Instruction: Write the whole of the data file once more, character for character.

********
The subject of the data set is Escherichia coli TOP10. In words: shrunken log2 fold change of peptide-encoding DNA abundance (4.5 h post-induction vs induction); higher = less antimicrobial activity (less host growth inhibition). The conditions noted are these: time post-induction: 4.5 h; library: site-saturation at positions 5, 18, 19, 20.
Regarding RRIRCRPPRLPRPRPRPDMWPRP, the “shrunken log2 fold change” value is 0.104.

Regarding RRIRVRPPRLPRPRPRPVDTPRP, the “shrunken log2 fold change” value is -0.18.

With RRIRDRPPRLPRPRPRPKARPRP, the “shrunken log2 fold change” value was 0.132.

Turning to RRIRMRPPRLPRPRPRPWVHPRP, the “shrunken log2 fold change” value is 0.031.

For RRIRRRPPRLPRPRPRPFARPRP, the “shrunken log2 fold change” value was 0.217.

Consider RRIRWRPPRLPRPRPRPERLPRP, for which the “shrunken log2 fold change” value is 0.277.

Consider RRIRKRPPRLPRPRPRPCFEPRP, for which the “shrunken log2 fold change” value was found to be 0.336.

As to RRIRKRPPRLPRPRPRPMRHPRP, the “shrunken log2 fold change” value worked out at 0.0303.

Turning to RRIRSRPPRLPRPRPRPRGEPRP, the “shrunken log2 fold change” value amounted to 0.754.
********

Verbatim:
The subject of the data set is Escherichia coli TOP10. In words: shrunken log2 fold change of peptide-encoding DNA abundance (4.5 h post-induction vs induction); higher = less antimicrobial activity (less host growth inhibition). The conditions noted are these: time post-induction: 4.5 h; library: site-saturation at positions 5, 18, 19, 20.
Regarding RRIRCRPPRLPRPRPRPDMWPRP, the “shrunken log2 fold change” value is 0.104.

Regarding RRIRVRPPRLPRPRPRPVDTPRP, the “shrunken log2 fold change” value is -0.18.

With RRIRDRPPRLPRPRPRPKARPRP, the “shrunken log2 fold change” value was 0.132.

Turning to RRIRMRPPRLPRPRPRPWVHPRP, the “shrunken log2 fold change” value is 0.031.

For RRIRRRPPRLPRPRPRPFARPRP, the “shrunken log2 fold change” value was 0.217.

Consider RRIRWRPPRLPRPRPRPERLPRP, for which the “shrunken log2 fold change” value is 0.277.

Consider RRIRKRPPRLPRPRPRPCFEPRP, for which the “shrunken log2 fold change” value was found to be 0.336.

As to RRIRKRPPRLPRPRPRPMRHPRP, the “shrunken log2 fold change” value worked out at 0.0303.

Turning to RRIRSRPPRLPRPRPRPRGEPRP, the “shrunken log2 fold change” value amounted to 0.754.